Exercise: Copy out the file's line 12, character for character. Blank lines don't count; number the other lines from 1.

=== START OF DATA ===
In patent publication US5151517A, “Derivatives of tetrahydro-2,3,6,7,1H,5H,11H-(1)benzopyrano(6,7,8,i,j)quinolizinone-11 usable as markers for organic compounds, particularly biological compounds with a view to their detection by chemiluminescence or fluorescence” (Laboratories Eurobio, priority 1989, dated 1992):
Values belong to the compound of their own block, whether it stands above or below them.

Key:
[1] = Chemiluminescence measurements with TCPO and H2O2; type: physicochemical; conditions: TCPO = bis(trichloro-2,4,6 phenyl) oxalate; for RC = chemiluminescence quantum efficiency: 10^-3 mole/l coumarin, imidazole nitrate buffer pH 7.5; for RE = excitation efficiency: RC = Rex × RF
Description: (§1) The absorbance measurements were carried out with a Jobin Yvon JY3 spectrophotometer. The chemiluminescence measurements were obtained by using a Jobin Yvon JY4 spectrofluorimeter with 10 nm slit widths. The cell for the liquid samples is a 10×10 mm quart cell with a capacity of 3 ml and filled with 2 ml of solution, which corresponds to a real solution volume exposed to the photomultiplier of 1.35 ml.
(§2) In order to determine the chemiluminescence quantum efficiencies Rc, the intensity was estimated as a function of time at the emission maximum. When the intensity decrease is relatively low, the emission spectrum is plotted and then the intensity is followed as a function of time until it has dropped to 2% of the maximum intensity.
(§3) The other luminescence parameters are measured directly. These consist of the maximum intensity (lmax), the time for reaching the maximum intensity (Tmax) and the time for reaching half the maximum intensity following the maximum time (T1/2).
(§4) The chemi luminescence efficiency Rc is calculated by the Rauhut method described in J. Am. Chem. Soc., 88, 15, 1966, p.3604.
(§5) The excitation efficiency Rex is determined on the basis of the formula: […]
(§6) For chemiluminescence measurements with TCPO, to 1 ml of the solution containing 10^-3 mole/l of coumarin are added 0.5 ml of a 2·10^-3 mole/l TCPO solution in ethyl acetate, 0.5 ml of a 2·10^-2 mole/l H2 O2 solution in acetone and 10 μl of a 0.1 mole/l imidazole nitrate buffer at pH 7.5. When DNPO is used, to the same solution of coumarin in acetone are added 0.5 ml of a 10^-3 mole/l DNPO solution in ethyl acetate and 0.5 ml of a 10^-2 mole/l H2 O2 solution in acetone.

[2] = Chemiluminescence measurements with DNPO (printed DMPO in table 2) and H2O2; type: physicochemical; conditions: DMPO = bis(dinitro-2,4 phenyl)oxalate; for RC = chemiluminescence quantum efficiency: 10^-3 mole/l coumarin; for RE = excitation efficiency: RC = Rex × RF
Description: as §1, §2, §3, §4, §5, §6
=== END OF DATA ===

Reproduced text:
Description: as §1, §2, §3, §4, §5, §6